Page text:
Caring for your loved ones as they age and need your assistance can be both a joy and a challenge. Options for Elder Care — a care management service that assists older adults and their families plan, manage and coordinate difficult, age-related situations — is owned and operated by Barbara Kolonay, who is a Registered Nurse, a Certified Case Manager and a Life Care Manager recognized by the Aging Life Care Association1.
To learn more about how a Life Care Manager can help you and your family, please read the brief introduction below, explore Our Services, or see the Frequently Asked Questions section of our website. You can also visit our Blog, where we'll be posting additional information, reflections and conversations.
• Why Choose a Life Care Manager?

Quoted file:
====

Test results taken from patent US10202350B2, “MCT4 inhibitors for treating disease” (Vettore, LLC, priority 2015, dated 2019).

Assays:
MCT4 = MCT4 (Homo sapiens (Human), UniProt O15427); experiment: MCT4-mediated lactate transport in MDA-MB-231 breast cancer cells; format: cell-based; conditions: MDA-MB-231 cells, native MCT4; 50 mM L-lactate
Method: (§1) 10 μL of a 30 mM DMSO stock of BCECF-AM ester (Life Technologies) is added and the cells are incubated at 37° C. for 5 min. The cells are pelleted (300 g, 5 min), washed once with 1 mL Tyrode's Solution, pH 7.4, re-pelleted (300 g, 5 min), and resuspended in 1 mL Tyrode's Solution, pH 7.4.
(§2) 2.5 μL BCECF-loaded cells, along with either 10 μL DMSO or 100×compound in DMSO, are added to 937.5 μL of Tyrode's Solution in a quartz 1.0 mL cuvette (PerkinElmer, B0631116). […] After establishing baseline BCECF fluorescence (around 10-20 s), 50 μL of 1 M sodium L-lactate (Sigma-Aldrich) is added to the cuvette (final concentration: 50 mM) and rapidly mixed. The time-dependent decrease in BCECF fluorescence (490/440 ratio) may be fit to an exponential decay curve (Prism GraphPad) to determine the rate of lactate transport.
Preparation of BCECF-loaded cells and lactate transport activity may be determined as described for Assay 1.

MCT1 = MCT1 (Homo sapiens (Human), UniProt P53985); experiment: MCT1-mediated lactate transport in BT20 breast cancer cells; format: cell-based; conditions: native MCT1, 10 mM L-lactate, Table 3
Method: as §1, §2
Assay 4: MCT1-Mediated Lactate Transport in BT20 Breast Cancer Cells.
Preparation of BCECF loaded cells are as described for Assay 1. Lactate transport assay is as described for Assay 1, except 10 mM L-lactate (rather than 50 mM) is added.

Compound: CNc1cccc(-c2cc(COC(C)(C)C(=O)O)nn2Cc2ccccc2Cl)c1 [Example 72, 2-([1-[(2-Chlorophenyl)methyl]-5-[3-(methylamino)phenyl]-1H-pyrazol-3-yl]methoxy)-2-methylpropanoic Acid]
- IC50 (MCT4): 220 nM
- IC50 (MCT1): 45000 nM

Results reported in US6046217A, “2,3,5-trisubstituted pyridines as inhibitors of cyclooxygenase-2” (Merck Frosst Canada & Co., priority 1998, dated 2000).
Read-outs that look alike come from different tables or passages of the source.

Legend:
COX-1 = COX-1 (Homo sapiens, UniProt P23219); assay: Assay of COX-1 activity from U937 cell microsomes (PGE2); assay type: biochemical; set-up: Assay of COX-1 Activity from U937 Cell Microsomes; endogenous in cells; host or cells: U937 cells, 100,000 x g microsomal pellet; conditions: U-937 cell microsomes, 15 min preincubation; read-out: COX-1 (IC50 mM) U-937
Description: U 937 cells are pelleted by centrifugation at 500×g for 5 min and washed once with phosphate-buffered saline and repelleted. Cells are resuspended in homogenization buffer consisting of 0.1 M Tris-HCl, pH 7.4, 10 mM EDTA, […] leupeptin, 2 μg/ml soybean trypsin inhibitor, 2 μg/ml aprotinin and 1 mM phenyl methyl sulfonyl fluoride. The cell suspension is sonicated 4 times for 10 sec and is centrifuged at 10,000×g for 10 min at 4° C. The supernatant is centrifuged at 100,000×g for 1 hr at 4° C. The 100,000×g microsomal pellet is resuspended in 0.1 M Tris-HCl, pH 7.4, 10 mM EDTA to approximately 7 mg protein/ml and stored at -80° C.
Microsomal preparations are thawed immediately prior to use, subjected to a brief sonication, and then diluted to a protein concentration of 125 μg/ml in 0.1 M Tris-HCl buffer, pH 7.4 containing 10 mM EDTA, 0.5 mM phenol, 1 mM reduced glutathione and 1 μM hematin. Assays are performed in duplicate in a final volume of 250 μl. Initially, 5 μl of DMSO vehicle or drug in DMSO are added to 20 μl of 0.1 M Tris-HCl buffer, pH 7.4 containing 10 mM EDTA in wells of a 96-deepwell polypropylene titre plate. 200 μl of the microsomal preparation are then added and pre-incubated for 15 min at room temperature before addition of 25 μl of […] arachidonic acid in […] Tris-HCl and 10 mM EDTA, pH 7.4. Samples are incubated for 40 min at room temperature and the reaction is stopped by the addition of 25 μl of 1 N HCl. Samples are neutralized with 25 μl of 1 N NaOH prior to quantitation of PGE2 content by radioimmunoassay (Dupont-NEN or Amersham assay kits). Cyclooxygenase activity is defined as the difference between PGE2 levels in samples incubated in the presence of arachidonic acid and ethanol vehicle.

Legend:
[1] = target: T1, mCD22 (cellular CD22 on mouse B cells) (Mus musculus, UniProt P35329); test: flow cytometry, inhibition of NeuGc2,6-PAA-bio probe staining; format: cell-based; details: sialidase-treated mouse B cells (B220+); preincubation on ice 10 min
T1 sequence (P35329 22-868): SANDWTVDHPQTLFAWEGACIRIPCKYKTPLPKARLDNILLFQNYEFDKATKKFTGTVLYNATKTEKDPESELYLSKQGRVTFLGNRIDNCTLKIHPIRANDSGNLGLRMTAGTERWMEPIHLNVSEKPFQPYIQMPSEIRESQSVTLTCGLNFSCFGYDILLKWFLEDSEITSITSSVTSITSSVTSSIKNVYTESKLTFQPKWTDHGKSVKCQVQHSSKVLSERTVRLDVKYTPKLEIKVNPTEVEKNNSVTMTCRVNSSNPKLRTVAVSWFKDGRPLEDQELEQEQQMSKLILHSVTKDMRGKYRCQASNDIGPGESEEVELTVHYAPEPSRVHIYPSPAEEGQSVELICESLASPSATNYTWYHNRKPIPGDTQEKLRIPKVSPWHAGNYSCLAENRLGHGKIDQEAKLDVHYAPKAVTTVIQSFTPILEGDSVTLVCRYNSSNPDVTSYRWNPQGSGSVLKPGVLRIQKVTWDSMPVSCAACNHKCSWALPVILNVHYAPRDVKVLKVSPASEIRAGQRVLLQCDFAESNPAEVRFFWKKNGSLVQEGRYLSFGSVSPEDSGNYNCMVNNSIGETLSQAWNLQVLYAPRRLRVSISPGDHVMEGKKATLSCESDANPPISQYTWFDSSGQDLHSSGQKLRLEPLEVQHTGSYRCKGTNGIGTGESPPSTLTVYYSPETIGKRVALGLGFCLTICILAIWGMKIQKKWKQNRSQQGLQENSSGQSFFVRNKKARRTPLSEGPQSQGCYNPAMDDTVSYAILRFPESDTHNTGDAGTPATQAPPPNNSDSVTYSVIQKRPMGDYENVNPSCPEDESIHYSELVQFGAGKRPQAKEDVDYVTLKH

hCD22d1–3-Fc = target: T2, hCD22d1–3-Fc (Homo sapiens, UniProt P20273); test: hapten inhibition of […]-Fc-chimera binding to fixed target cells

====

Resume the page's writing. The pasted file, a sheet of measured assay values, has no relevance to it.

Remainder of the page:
Also known as Elder, Aging, Personal, or Geriatric Care Managers, Life Care Managers represents a growing trend to help family caregivers provide care for loved ones living close by or needing long-distance care. Care managers are also particularly useful in helping caregivers at home2 find the right services (a partial list below) and cope with their burden.
Even if you're familiar with the wide range of senior services that are available, you may have difficulty determining what's right for you and your elder at this particular time. Everyone is unique, and has different needs. This is where a Life Care Manager can prove invaluable.
A Life Care Manager (LCM) is a professional with specialized knowledge and expertise in senior care issues. Ideally, an LCM holds an advanced degree in gerontology, social work, psychology, nursing, or a related health and human services field. Sometimes called case managers, elder care managers, service coordinators or care coordinators, LCMs are individuals who evaluate your situation, identify solutions, and work with you to design a plan for maximizing your elder's independence and well being.